The Appalachian Trail
The Appalachian Trail wends northward from Springer Mountain, Georgia, to Mount Katahdin, Maine, for 2,015 miles along the spine of the Appalachian Mountains. Since the inception of the trail network, local associations have volunteered to mark, clear, and maintain sections of trail that jointly are known as the Appalachian Trail. Even though the trail crosses many state and national parks, a large part of the trail traverses private land. Appalachian Trail Conference
While stationed at Ft. Indiantown Gap, I spent many weekends on Blue Mountain, traversing a thirty-mile section from Interstate 81 to the Susquehanna River above Harrisburg PA. Some of my favorite spots were the bottom of Racetrack Falls and the shelter at the top of the cliffs on the south side of the ridge from Hawk Rock. The night of 4 July 1985, I sat with my feet dangling over the cliff and watched the fireworks over the city of Harrisburg.
Gettysburg Battlefield PA
The Gettysburg National Battlefield is located about forty miles southwest of Harrisburg. The park is probably the most visited battlefield in America. General Lee and the Army of Northern Virginia were looking for a decisive victory to end the Civil War. Leaving Virginia by way of the Shenandoah Valley, Lee moved north through Maryland and into Pennsylvania in an attempt to draw the Union Army of the Potomac out into the open. The ensuing battle, which lasted from 1 to 3 July 1863, was the decisive battle of the war.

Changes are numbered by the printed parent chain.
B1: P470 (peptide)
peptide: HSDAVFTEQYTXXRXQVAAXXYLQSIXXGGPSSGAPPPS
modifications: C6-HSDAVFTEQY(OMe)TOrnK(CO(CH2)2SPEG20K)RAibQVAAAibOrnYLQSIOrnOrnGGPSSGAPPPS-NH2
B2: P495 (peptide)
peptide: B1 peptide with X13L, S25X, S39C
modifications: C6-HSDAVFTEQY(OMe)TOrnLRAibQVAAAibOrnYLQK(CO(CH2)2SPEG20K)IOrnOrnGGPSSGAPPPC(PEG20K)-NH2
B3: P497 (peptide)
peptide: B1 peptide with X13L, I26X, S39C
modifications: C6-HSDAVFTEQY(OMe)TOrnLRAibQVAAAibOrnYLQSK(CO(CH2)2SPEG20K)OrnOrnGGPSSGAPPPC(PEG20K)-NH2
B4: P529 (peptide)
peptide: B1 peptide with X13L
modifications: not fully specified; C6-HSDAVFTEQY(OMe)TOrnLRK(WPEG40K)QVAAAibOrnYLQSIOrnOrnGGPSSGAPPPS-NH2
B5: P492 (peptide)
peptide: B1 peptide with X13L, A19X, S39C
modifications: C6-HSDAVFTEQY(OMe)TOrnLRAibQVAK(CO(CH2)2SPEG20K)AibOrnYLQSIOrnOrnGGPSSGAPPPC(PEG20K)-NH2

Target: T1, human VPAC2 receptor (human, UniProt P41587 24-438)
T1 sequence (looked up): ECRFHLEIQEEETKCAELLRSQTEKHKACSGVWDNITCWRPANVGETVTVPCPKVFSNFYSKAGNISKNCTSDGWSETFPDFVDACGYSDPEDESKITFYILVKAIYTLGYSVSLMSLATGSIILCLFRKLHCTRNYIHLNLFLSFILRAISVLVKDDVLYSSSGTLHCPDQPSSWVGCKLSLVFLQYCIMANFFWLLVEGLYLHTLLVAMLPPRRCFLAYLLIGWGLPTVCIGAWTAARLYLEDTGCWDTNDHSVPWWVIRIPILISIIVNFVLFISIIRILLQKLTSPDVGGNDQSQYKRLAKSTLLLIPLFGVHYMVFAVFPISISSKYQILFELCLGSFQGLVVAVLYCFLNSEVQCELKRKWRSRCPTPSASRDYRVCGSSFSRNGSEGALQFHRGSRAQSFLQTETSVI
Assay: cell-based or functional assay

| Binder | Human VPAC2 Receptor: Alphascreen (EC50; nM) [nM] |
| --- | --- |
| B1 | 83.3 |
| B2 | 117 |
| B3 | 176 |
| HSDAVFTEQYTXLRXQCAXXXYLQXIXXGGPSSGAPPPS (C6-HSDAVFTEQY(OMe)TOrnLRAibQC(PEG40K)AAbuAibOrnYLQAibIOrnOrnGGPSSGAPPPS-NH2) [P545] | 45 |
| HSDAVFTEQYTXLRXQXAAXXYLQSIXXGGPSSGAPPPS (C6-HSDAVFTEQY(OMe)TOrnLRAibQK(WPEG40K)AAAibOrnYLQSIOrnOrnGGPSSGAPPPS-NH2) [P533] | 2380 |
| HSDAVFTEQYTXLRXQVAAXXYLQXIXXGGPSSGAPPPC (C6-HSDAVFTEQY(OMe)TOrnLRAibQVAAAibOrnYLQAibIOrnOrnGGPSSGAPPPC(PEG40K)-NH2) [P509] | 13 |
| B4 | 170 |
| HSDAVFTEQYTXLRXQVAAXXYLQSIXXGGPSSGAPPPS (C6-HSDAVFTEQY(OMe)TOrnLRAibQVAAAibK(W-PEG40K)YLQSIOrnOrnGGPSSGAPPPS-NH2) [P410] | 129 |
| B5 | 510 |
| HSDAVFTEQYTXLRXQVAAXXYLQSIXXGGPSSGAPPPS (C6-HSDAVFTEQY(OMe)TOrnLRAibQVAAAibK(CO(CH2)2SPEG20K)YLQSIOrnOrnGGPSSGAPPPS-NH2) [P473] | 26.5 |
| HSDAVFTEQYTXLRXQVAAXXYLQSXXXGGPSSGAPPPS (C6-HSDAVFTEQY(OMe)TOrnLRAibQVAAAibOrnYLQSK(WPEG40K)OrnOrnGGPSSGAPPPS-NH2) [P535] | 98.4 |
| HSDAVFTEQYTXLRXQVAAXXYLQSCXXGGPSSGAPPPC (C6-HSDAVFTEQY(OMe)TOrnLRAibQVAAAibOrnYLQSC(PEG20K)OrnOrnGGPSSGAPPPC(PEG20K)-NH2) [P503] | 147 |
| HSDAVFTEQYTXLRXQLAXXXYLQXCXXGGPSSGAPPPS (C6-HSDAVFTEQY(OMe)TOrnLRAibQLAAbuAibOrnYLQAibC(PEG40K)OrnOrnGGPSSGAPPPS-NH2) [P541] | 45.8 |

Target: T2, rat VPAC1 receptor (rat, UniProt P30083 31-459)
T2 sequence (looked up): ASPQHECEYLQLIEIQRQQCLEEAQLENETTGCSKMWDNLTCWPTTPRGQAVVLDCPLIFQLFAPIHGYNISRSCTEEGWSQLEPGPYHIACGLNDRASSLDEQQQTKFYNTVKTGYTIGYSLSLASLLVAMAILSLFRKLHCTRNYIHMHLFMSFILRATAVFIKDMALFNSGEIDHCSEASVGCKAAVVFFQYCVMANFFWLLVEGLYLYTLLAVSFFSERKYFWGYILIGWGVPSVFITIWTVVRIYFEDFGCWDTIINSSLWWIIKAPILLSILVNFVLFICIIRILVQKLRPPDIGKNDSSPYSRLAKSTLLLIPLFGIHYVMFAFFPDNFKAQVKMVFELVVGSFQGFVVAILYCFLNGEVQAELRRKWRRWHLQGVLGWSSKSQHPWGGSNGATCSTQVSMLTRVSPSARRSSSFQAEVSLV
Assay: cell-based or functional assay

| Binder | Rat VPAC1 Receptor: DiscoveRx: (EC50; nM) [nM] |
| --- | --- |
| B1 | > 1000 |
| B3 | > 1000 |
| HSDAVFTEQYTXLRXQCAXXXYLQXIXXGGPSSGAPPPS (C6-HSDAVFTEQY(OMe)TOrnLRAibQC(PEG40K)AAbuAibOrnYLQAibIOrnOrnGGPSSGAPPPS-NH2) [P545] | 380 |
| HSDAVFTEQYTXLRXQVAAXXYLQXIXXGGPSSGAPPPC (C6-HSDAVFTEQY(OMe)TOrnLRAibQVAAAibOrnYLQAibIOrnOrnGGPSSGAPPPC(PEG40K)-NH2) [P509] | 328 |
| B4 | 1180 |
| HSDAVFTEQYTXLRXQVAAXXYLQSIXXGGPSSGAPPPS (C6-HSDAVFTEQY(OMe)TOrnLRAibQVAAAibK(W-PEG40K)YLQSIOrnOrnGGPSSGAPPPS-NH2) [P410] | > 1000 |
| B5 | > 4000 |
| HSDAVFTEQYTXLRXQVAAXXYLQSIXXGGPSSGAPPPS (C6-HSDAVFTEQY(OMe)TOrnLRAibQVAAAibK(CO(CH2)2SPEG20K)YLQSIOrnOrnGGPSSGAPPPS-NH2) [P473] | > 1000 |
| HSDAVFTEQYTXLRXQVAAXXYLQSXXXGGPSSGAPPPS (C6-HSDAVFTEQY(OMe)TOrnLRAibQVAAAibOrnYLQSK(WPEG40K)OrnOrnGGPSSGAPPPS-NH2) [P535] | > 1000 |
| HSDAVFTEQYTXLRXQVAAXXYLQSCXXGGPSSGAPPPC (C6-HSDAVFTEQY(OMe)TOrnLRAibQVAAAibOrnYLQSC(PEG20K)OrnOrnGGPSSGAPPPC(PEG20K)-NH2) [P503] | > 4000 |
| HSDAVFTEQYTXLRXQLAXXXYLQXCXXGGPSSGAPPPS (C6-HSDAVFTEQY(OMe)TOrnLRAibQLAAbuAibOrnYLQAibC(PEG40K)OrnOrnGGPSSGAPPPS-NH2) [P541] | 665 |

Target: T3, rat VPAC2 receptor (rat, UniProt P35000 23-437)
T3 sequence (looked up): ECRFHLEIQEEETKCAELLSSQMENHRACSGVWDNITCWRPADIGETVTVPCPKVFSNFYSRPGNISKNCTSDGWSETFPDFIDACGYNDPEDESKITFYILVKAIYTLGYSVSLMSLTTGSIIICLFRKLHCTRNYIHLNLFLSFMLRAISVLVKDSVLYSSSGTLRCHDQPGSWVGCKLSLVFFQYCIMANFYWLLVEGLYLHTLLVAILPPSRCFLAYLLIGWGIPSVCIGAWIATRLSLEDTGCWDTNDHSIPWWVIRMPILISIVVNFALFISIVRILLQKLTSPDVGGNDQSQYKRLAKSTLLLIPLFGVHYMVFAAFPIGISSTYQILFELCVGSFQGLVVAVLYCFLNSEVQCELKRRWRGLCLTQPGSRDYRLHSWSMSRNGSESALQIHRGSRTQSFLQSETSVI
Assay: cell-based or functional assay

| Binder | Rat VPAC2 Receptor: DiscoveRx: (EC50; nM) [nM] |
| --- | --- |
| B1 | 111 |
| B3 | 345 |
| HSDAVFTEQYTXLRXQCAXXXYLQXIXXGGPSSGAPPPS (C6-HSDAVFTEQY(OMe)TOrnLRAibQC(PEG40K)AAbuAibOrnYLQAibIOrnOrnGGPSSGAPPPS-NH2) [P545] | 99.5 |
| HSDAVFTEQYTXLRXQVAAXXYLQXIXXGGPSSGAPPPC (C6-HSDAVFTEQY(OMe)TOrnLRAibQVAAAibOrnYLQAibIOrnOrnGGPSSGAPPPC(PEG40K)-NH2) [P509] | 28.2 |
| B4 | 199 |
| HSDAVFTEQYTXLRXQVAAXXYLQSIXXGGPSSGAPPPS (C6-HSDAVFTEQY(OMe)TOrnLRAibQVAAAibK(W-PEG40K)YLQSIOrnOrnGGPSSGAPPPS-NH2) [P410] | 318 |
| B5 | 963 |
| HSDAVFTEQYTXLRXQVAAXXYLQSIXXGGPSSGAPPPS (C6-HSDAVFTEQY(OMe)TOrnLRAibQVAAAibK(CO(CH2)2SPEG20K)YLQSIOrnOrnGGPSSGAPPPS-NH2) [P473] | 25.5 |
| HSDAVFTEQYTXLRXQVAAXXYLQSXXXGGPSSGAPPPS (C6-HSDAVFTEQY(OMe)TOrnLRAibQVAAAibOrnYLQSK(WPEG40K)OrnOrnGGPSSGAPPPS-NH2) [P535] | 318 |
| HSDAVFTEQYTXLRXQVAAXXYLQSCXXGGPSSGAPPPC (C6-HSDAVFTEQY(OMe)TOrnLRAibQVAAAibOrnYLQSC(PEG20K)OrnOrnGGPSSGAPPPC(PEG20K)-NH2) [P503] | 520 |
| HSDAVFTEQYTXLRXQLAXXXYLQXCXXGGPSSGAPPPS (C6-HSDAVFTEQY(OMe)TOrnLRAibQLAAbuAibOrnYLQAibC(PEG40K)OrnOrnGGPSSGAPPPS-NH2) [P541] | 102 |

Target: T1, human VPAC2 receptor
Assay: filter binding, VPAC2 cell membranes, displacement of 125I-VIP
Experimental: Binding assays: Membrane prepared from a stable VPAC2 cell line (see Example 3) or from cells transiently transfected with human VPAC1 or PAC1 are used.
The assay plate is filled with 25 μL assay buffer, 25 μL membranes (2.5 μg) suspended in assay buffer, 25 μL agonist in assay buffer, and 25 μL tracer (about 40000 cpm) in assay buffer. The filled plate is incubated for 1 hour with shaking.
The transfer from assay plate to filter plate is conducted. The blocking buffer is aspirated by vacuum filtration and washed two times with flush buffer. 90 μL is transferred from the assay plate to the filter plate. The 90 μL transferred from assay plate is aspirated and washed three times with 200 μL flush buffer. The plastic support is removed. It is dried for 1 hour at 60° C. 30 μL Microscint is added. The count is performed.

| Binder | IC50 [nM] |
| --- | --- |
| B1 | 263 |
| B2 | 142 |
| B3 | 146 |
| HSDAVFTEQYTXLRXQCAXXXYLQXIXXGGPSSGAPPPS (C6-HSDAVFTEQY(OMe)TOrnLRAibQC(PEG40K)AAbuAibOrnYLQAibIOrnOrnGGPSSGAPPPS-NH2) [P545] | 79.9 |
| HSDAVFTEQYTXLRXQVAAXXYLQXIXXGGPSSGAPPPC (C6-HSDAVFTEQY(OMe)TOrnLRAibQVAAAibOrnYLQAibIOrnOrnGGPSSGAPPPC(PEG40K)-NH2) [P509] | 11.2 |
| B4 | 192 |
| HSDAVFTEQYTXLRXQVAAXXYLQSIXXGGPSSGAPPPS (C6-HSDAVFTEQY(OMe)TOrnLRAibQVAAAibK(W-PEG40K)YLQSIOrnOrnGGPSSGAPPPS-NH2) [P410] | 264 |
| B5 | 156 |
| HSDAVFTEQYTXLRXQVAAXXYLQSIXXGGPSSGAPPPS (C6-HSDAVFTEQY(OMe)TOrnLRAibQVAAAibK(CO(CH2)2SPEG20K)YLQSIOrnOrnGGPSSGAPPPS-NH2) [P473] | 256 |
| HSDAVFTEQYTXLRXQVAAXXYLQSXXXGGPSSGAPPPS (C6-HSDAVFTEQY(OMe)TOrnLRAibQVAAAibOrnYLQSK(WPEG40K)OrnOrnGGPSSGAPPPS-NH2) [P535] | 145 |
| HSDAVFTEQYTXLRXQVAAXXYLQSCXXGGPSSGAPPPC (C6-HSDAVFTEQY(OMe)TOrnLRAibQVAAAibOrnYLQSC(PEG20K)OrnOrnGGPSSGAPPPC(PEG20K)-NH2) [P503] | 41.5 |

On 1 July 1863, both armies were on the move; and the only question was where was the battle going to take place. General A. P. Hill's II Corps initially moved toward Gettysburg to seize a shoe factory because many of his soldiers were barefoot. However, Union Cavalry General Bufford managed to position two Cavalry Brigades across Seminary Ridge and block the Confederate advance, and the Army of the Potomac assumed the high ground on Cemetery Ridge.
On 2 July 1863, General Lee attempted to turn both the right (north) and left (south) flanks of the Union Army. The critical point of the entire battle was the action at Little Round Top where Colonel Chamberlain's 20th Maine held against seven assaults from Hood's Division.
The battle is perhaps best known for Picket's Charge of 3 July 1863. General Lee, having failed to turn the Union Army on the left or the right, decided to attack the center. Even though Longstreet's I Corp fought valiantly, the combined force of arms arrayed against them was an insurmountable obstacle. The charge failed, and the Army of Northern Virginia withdrew from the battlefield.
The end result was that the Union would be preserved; but the cost was over 50,000 soldiers dead, many of whom are buried in the Gettysburg National Cemetery.